Thursday, April 09, 2015

Love Bears All Things


He's  not on the roll sheets of any of my five Bible sections but make no mistake, the teddy bear shown above is part of every class I teach. He (I'm assuming it's a he!) has been a staple of Room 258 at WCS for the past four years. The bear has no name although an eighth grader two years ago christened him Agent Fluffy, a moniker that did not catch on. In the early Spring of 2011, Westbury Christian was blessed in an assembly by a gentleman who channels Teddy Roosevelt and who from my perspective, was a virtual clone of The Rough Rider. In his presentation, I was called up to the stage and presented with the teddy bear you see me holding in the above shot. Since that day, T. Bear has lived in my room.

I cannot say when it started for sure but students  began coming into my class and grabbing the bear, holding him for the entire forty-six minutes. Lyanne, a delightful young lady in my third period Gospels class, is never without him. She picks him up when she enters and puts him down when she departs for fourth period. Since third period is my first academic section, I spray the little guy with Febreze right before she gets there. You might ask why. Lyanne's pattern is followed to the tee in periods five, six, seven, and eight. Five different teenagers hold him tight for exactly 230 minutes per day, Monday through Friday, August through May minus holidays and weekends. The least I can do is keep him fresh and aromatic. A three dollar can of Febreze is a small price to pay for my best resource.

I wish I could tell exactly you why the bear matters but I really have no clue. It isn't a gender issue as boys and girls equally vie for his companionship. Maybe it's a throwback to earlier days when stuffed animals were often inseparable buddies to the younger selves of my 8th through twelfth graders. As we get older, we still crave reminders of simpler times, maybe even of silent friends who never speak ill of us and never walk away. Why do we love the 23rd Psalm so much? I think the security it promises makes us feel safe and loved even in the midst of chaos and harm. Even in a Christian environment, the teenage experience can be a minefield with alternating short seasons of despair and elation. In the increasingly lonely culture we have developed in our society, some kids in our country take comfort in drugs or alcohol or escapism or relationships and who knows what else. Our Father in Heaven longs for us to feel His love. Paul strongly makes that case for us in 2 Corinthians 1, verses 3 and 4:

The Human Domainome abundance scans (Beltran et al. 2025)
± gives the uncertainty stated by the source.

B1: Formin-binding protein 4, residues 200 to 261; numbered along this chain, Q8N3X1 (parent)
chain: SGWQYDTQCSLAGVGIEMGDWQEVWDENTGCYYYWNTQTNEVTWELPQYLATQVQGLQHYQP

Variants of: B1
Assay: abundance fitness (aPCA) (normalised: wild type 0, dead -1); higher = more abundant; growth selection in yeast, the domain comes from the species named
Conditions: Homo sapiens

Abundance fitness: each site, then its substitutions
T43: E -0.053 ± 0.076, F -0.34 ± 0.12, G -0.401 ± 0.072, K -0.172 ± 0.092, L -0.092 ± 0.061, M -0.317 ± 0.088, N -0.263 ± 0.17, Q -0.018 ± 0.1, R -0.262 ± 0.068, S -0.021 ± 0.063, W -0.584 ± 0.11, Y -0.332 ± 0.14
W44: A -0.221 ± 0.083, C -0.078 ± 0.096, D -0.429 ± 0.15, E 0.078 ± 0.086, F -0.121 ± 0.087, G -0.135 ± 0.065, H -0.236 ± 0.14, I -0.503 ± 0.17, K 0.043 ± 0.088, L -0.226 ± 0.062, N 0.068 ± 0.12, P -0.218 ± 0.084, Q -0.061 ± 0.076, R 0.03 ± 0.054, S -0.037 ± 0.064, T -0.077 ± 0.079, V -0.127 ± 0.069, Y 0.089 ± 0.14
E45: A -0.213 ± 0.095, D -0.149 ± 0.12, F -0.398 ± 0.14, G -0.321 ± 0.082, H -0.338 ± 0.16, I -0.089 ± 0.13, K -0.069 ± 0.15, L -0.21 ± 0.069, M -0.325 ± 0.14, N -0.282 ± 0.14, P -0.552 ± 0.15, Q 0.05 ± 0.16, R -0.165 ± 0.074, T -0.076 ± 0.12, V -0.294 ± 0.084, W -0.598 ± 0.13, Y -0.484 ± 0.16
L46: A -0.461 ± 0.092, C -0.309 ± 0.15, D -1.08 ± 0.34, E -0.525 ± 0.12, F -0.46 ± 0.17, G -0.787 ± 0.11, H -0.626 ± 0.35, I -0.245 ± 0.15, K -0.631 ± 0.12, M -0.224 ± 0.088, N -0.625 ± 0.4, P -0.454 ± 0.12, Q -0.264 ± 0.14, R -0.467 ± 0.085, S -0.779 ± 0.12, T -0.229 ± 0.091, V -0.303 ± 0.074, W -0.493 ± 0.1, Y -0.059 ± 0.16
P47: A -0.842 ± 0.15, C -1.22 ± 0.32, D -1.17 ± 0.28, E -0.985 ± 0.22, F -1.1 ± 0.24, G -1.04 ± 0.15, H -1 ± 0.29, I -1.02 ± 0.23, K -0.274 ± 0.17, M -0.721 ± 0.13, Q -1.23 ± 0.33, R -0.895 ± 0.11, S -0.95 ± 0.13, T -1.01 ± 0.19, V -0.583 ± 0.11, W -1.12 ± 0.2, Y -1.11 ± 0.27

Blessed be the God and Father of our Lord Jesus Christ, the Father of mercies and God of all comfort, who comforts us in all our affliction, so that we may be able to comfort those who are in any affliction, with the comfort with which we ourselves are comforted by God.
I make no claim to be a deep thinking theologian but I know the Lord's ways are definitely not my ways. Maybe, just maybe, He uses a ball of brown linen and stuffing and plastic to help some of His children navigate a difficult day in Houston, Texas. And for three quarters of an hour, that day for one child becomes  just a bit more bearable. It's a big task for such a little guy.

Applicable quote of the day:
“It's too bad we're not all teddy bears. More stuffing would only make us cuter and cuddlier.”
Richelle E. Goodrich


God bless,
Steve
Luke 18:1

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E-mail me at steve@hawleybooks.com

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